Partial anomalous pulmonary venous connection may be an isolated anomay but is usually associated with an atrial septal defect. We report a case in which this anomaly was associated with coarctation of aorta. Since the partially anomalous veins had dual connection with left atrium and innominate vein, we treated both the coarctation of aorta and the partial veinous connection by transcatheter technique as a combined procedure
Keywords: Coarctation of Aorta; Partial Anomalous Pulmonary Venous Connection; Combined Transcatheter Interventions
Abbreviations: CT: Computerized Tomographic; PAPVC: Partial Anomalous Pulmonary Venous Connection; CP: Cheatham Platinum
Partial anomalous pulmonary venous connection (PAPVC) occurs due to failure of one or more pulmonary veins to connect with left atrium during fetal development. More frequent is presence of single anomalous pulmonary vein, an entity which can be missed clinically as well as on echocardiography . PAPVC is frequently associated with atrial septal defects, and rarely with other congenital cardiac abnormalities . We describe transcatheter treatment of the coarctation of aorta and occlusion of the dually connected partial anomalous pulmonary venous connection as a combined procedure without complications.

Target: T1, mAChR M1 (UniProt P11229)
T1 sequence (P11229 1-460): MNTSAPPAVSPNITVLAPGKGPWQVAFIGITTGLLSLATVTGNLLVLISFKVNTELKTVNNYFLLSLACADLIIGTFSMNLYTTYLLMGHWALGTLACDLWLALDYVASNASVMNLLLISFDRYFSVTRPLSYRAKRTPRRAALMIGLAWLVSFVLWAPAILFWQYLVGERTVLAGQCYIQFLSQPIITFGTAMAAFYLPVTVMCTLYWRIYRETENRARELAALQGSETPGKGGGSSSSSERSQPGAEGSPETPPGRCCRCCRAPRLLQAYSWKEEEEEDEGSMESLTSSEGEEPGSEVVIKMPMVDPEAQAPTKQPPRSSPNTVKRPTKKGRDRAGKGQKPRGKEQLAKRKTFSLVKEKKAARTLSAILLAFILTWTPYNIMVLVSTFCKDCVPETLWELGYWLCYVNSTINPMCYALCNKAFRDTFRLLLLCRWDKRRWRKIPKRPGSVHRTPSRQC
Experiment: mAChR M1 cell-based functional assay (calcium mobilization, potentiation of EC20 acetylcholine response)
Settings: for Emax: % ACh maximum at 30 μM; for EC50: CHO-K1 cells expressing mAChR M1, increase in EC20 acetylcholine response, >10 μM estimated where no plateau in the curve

Thirteen-year-old girl presented with headache and exertional dyspnea. She had diminished pulses in the lower limbs with an upper limb blood pressure of 155/85 mmHg. She had no stigmata of Turner’s syndrome. The precordium was heaving, first heart sound was loud, second heart sound widely split with a soft systolic murmur at the left upper sternal edge. With a suspicion of coarctation of aorta and atrial septal defect an echocardiogram was performed which showed a discrete juxta ductal coarctation of aorta, right ventricular enlargement and an anomalous left upper pulmonary vein to innominate vein. All 4 pulmonary veins were also identified to connect to the left atrium and there was no atrial septal defect. A computerized tomographic (CT) scan was done at another facility for coarctation of aorta did not focus on the pulmonary venous anomaly. She was planned to have the coarctation treated with covered stent and if found to be hemodynamically significant, the anomalous veins would be treated surgically at a later date. Cardiac catheterization and angiography performed under general anesthesia showed discrete juxtaductal coarctation, narrowest segment measuring 3.3mm and pressure gradient across the coarctation was 40 mmHg. Both femoral venous accesses were obtained. Oxygen saturations were 99% in the verticle vein, 93% in the innominate vein and pulmonary artery, and 82% in high superior vena cava.